A rash of ransomware attacks have left US hospitals and medical centers reeling from the aftereffects of having their networks locked and their patient information hanging in the balance. Part of the reason the facilities have suffered from data breach threats is because–quite frankly–they work. When hospitals are left facing the lawsuits from patients’ families and the hefty fines for the resulting privacy violations, hackers know that the easy money comes from taking over a medical network and holding it hostage until payment is made.

google driverless car

But a frightening new scenario has emerged, one that comes straight out of Hollywood sci-fi thrillers: ransomware that affects your vehicle, specifically while it’s on the road. According to a report by Car and Driver magazine, the potential danger is very real, and quite possibly deadly.

“Both terrorists and hackers pose a serious threat to connected automobiles—and as many as three-quarters of new cars are expected to have internet connectivity on board by 2020, according to John Carlin, assistant attorney general for national security at the U.S. Department of Justice. Carlin said many vehicles, including self-driving cars, may soon be in danger of having their systems compromised. Also recognizing the problem, the National Highway Traffic Safety Administration (NHTSA) has just issued Cybersecurity Best Practices for Modern Vehicles, a guide for the auto industry.”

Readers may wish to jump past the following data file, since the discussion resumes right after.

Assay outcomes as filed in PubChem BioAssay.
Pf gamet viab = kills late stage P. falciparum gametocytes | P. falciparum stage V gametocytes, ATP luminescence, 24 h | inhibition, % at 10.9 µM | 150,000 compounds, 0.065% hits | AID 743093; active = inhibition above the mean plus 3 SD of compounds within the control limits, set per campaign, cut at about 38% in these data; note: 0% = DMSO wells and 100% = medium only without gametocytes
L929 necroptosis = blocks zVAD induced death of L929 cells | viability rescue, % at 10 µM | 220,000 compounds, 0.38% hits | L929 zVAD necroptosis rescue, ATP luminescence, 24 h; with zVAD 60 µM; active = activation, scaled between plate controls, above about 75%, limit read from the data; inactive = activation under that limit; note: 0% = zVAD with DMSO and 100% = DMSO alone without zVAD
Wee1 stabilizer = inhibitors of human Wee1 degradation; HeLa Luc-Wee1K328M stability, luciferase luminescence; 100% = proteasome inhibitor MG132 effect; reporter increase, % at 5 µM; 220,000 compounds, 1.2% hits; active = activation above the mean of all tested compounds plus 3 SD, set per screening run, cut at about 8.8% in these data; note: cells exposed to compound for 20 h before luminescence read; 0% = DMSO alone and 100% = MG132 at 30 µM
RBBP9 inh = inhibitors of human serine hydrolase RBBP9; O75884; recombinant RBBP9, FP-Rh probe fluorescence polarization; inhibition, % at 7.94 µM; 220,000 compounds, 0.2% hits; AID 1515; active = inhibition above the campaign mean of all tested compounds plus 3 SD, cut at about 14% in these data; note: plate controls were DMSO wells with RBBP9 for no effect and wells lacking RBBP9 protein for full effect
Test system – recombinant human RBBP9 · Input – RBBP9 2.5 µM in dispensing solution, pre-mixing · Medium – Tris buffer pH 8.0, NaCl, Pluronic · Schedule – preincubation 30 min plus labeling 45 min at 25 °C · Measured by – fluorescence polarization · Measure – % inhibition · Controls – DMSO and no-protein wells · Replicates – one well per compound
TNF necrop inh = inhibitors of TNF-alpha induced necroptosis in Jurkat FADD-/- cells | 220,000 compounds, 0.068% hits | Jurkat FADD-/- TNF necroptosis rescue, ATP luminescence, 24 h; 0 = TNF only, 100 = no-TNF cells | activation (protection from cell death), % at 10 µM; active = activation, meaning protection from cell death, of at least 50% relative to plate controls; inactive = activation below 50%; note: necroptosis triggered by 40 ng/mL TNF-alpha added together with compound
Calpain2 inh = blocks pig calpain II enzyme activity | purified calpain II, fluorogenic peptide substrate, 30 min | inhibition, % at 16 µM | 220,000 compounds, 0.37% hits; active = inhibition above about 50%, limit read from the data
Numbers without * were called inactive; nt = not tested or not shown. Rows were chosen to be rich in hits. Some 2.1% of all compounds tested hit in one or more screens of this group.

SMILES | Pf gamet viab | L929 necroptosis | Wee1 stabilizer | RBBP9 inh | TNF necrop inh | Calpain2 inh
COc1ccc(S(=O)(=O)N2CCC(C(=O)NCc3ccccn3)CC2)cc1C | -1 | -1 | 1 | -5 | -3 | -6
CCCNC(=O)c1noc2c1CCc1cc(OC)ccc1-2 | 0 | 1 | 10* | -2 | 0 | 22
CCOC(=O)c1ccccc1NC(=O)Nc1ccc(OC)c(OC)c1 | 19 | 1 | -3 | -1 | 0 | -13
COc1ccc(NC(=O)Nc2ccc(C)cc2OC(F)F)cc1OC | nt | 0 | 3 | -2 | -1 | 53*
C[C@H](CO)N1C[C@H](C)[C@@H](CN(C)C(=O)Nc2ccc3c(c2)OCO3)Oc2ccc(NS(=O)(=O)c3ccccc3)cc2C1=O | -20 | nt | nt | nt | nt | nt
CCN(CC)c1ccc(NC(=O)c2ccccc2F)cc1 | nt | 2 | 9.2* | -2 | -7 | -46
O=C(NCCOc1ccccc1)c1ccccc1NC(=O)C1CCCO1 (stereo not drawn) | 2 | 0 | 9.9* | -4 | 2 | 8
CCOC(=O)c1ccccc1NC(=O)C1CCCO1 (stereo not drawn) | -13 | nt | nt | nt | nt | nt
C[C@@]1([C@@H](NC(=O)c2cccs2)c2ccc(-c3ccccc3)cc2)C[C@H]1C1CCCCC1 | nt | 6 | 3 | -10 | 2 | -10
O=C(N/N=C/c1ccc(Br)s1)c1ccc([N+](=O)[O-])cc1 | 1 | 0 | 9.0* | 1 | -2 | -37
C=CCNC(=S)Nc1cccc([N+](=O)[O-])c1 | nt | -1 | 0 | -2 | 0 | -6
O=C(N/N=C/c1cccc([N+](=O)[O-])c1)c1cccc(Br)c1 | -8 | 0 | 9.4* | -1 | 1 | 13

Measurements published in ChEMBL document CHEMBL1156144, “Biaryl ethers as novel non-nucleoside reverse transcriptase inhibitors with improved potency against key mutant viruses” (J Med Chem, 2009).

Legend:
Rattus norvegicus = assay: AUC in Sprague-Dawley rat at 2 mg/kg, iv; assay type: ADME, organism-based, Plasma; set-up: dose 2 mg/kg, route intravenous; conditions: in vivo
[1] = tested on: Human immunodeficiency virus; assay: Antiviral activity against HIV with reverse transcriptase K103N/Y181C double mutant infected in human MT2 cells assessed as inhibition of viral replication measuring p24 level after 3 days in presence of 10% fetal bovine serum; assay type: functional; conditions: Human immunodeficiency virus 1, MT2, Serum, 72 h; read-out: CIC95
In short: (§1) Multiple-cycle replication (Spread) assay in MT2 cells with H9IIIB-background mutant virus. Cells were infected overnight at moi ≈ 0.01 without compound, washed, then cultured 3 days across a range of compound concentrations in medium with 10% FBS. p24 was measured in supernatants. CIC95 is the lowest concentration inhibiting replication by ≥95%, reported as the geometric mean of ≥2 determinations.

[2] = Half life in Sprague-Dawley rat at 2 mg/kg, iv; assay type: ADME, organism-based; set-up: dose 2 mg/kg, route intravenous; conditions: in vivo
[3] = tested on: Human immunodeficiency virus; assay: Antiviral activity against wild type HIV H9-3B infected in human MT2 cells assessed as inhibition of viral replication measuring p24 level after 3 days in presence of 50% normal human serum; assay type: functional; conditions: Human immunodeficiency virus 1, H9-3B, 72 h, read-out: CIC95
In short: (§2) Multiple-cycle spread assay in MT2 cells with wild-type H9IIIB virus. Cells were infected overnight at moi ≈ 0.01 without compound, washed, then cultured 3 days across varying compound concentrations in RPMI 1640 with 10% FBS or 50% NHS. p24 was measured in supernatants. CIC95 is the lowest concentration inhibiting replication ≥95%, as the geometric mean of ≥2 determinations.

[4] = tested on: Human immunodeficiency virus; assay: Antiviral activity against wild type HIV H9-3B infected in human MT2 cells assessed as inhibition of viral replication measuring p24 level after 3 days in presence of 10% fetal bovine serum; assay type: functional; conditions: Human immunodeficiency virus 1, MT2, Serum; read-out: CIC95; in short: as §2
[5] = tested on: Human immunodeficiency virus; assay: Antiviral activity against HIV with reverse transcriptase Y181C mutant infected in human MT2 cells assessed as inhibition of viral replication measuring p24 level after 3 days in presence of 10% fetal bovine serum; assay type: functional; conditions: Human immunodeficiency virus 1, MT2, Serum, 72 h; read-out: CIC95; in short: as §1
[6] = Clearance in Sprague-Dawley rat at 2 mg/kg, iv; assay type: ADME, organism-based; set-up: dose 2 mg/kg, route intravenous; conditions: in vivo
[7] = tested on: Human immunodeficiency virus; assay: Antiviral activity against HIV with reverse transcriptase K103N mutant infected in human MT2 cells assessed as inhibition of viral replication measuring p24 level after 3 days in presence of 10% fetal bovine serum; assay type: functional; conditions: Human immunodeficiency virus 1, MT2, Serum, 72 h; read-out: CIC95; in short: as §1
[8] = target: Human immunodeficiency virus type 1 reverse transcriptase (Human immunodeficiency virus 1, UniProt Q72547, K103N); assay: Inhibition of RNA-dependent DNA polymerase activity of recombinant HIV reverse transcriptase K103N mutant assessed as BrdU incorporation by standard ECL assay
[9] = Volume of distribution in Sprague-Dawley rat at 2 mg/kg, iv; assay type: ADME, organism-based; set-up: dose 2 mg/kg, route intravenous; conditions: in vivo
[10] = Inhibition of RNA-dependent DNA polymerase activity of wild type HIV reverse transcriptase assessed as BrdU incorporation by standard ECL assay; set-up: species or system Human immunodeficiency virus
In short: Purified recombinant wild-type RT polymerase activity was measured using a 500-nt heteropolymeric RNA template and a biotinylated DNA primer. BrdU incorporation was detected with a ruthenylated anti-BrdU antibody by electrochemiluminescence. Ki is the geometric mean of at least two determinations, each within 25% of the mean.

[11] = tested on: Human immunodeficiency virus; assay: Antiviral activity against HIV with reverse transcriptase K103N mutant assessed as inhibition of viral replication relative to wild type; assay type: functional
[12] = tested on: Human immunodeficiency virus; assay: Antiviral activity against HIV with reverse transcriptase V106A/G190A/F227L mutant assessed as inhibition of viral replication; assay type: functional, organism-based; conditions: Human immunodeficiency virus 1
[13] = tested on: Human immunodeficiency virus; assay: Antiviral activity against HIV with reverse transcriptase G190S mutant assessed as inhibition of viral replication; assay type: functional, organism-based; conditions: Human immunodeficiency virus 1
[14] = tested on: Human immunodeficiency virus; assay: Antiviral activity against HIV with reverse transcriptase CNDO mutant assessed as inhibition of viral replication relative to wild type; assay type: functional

There have been a few famous test demonstrations of hackers “taking over” a vehicle’s systems while it’s in operation, grabbing control of everything from the windshield wipers to the accelerator. While no such events have happened in everyday “real life” driving conditions, that’s not to say it won’t happen. It’s not hard to envision a phone call–one that you answer on your vehicle’s Bluetooth speaker, of course–that tells you to turn over access to your bank account or your car is about to slam into a bridge support.

That’s only one possible event that the government is scrambling to prevent. Unfortunately, as too many other industries and innovations have proven, we often race to get a new product on the market and then discover the flaws after the fact. In this case, those flaws can prove lethal if we don’t enact preventive measures.